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Paul Beck works on a fuel tank Friday from a RV4 plane at his shop at Willmar Municipal Airport. Beck uses a process that removes the old sealant in the fuel tank of the aircraft with a chemical stripper that's sprayed into the tank. The process replaces the tedious task of scraping out the old sealant by hand. Tribune photo by Ron Adams

Mooney aircraft owners need no longer 'Weep' over fuel leaks thanks to unique process developed in Willmar, Minn.

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news Willmar, 56201
Willmar Minnesota 2208 Trott Ave. SW / P.O. Box 839 56201

WILLMAR -- Owners of aging Mooney aircraft are having their leaky fuel tanks repaired with a unique process developed by a local business at Willmar Municipal Airport.

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The process removes the old sealant in the fuel tank with a chemical stripper that's sprayed into the tank by a special machine. The chemical strips the old sealant down to bare metal. The tank is then washed, dried and resealed, adding many years of useful life to the aircraft.

The process replaces the task of scraping out the old sealant by hand -- and nicking one's knuckles on rivets and sharp edges. The task is more difficult because Mooney fuel tanks are part of the airplane's structure and cannot be removed. Access to the tanks is gained by removing panels from the underside of the wing.

Paul Beck, 39, has been using the chemical process for more than 10 years. His company is called Weep No More.

A "weep,'' according to Mooney maintenance manuals, is the smallest of four types of leaks that if not repaired can lead to a large leak that renders the plane no longer airworthy. Weep also refers to the thoughts of an owner with a leaking fuel tank.

The combination of the two stuck and it's worked very well. Beck said his company has become well-known on an international basis.

"It's a process we pretty much have the corner of the market on,'' says Beck. "We're pretty much the only ones that do it chemically. There is a company in Florida that does it the old scraping method. It takes forever and you never get all of it out. This way you're down to bare aluminum and can build the tank back up in a 3-step process of sealing to get it back to a state where it will last 30 years again.''

Beck, a 1991 graduate of New London-Spicer High School, started working in 1995 for Bruce Jaeger, who owned Willmar Air Service at the time. Jaeger was a long-time Mooney dealer and is a well-regarded Mooney expert.

Before switching to the chemical process, Beck scraped leaky tanks with handheld pieces of old aircraft windshields honed to an edge and small picks and screwdrivers. He often scuffed and bloodied his knuckles.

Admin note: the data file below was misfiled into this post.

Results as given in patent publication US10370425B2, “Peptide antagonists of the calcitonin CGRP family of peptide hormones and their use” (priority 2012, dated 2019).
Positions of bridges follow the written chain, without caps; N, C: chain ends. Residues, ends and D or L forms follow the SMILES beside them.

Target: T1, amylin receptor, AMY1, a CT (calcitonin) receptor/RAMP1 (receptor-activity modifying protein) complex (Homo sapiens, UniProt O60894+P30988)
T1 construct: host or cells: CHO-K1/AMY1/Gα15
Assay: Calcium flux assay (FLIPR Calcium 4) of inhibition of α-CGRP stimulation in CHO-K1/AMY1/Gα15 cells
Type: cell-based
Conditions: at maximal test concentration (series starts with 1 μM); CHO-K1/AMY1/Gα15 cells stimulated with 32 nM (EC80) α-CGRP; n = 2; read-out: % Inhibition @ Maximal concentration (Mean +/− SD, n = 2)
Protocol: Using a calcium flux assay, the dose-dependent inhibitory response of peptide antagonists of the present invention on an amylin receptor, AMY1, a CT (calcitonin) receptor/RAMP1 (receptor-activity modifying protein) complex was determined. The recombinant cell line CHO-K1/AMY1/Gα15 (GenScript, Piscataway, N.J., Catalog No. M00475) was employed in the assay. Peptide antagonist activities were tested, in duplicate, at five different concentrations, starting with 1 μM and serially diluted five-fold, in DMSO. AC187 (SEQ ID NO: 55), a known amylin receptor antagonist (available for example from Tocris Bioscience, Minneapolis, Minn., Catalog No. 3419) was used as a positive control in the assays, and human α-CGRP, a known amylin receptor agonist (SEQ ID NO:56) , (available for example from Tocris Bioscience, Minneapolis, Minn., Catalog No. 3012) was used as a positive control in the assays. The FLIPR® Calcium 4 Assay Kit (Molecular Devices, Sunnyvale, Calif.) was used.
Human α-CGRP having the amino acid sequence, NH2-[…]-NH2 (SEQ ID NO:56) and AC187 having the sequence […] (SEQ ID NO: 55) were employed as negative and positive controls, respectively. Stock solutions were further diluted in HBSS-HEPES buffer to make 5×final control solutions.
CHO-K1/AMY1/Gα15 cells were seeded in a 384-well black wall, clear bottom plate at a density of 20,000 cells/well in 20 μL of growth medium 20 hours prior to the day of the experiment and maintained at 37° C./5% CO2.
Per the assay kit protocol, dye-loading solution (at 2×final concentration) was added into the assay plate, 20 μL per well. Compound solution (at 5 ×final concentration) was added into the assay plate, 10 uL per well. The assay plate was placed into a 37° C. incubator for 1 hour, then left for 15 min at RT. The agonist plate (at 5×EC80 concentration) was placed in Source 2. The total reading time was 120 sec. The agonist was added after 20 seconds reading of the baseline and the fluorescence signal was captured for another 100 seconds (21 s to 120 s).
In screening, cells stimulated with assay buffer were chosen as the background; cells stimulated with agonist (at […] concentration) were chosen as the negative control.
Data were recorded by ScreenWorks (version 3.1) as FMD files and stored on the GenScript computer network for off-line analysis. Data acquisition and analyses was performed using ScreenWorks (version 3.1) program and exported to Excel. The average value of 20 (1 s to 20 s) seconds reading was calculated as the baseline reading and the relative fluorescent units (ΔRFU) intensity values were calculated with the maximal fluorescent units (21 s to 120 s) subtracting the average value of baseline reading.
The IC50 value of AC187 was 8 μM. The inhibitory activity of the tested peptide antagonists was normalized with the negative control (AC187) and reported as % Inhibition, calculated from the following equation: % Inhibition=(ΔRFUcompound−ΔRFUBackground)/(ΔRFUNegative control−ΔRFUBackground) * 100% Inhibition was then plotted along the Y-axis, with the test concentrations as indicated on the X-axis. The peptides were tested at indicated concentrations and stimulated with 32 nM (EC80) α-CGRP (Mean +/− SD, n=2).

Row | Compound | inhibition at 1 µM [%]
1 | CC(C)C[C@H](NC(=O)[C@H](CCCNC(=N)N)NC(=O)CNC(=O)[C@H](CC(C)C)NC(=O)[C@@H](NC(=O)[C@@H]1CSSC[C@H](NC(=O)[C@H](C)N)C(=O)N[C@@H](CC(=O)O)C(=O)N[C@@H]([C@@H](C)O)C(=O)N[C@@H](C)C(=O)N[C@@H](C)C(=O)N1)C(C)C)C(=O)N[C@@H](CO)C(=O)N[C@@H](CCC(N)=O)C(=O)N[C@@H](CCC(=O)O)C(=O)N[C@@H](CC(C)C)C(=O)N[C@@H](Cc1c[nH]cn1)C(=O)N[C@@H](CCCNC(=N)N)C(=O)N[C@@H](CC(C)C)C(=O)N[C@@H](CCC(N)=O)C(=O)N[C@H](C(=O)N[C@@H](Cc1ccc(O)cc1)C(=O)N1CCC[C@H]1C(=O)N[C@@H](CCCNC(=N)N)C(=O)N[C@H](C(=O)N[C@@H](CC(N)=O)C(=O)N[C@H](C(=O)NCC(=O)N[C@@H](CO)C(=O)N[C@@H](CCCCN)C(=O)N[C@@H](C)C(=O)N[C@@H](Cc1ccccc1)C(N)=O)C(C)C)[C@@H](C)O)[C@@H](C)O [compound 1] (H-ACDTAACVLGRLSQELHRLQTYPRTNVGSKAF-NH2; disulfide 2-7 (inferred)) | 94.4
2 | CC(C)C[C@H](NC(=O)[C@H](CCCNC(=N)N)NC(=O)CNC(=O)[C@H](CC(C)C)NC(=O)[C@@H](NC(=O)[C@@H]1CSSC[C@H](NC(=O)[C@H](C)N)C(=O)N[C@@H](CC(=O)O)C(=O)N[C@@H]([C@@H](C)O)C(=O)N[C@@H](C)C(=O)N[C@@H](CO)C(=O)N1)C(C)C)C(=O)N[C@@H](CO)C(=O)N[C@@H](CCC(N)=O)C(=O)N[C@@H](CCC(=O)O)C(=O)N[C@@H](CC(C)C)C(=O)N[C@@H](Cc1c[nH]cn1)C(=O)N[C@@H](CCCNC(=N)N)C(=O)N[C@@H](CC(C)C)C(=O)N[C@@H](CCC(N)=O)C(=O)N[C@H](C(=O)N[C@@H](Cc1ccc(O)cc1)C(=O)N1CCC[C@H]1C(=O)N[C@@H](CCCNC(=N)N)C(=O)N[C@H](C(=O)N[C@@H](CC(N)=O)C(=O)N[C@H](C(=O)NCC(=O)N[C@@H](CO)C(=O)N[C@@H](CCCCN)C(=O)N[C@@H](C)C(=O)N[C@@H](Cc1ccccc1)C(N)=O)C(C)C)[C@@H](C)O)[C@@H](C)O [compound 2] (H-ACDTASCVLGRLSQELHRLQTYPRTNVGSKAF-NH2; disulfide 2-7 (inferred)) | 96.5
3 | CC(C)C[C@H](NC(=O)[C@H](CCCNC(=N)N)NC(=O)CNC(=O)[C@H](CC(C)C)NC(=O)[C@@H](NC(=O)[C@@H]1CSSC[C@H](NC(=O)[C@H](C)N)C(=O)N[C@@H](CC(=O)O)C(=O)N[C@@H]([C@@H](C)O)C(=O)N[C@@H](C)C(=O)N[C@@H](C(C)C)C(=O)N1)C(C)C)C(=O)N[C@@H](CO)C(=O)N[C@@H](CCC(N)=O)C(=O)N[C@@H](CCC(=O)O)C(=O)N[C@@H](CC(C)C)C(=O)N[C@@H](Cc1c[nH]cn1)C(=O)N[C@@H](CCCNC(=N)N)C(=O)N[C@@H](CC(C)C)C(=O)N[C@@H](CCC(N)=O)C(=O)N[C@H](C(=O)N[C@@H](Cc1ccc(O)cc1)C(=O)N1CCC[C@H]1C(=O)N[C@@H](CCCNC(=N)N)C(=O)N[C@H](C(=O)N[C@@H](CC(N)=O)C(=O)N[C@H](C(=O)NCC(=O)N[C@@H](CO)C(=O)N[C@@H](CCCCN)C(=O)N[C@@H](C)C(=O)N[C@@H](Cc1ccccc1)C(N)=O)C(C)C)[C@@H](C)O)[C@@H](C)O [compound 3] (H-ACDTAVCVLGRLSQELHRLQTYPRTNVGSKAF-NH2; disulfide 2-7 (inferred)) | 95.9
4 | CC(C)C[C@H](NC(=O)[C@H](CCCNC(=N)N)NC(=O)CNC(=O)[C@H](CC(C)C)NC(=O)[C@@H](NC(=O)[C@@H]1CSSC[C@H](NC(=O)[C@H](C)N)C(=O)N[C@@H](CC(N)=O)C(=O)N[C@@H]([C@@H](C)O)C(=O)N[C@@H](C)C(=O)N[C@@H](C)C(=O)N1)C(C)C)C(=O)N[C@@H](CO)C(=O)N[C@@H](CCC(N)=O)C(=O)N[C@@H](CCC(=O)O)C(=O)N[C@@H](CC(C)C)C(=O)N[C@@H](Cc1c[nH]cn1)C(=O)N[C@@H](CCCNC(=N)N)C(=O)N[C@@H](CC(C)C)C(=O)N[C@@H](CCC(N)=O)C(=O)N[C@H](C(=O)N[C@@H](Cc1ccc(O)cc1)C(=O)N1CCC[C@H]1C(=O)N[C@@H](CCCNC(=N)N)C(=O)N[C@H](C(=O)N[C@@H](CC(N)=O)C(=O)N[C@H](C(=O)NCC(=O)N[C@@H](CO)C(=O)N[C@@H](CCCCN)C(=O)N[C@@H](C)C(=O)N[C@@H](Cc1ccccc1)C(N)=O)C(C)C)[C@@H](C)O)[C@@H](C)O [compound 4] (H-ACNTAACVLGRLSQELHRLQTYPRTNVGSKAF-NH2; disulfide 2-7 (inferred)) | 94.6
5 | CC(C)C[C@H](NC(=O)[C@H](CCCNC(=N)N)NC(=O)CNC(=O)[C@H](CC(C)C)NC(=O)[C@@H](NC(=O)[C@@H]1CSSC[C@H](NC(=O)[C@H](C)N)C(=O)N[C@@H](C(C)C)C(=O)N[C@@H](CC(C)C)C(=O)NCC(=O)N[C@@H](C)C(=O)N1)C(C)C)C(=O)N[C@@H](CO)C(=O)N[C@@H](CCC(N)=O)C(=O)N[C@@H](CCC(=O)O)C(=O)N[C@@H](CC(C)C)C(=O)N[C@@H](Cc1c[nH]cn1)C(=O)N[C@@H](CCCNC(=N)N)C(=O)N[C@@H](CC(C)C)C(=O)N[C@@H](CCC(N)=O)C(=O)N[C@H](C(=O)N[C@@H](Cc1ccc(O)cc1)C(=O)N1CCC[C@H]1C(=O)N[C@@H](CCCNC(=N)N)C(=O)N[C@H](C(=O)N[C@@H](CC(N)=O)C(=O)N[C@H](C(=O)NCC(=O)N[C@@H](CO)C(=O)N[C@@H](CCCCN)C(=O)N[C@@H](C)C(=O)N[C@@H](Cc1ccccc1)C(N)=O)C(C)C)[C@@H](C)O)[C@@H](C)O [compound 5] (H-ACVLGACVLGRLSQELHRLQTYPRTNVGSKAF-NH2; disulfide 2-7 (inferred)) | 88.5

"It was a disgusting job,'' he recalls.

From the beginning, Beck wanted to help Mooney owners because leaking fuel tanks and few repair options were compromising the value of the entire Mooney fleet. There are more than 10,000 Mooney airplanes worldwide, including more than 6,000 in the United States -- the majority of which were built from the mid-1960s through the 1970s.

"We knew there was a need for fuel tank work on Mooney aircraft,'' said Beck. "The fleet was being compromised due to leaky fuel tanks.''

Experts say leaky fuel tanks are not unique to Mooneys, but certain conditions such as leaving the plane in a hot environment, leaving tanks empty or dry, and stress from touchdowns cause older sealant to become less flexible and result in leakage.

Beck said he and Jaeger began investigating the chemical process in 2000. They found a chemical that works and developed the equipment to perform the process. After a trial-and-error period, the process took off about seven to eight years ago. Beck switched from being a regular federally-licensed airframe and power plant technician to full-time fuel tank serviceman for Willmar Air Service.

In October 2008, Jaeger sold Willmar Air Service to Brian Negen, who renamed it Maximum Cruise Aviation. In December 2010, Beck bought the fuel tank shop from Negen and became his own boss.

Beck says the chemical process speeds up repairs. He can strip and reseal about five airplanes in the 90 hours that it formerly took to do one plane by hand.

Mooney owners spread the word and Beck's business grew. In 2003-2004, Beck and Jaeger decided to advertise and work really took off. Right now it's a one-man shop working seven days a week, but Beck's looking to expand.

"It gets to be a lot of work but it's fun because we're known around the world. We'll be starting the process in Europe, based out of Amsterdam, The Netherlands. The Netherlands will take care of France, Germany, The Netherlands, doing the same process over there,'' said Beck.

"They have 800 Mooneys and 799 of them leak.''

Mooney aircraft owners need no longer 'Weep' over fuel leaks thanks to unique process developed locally

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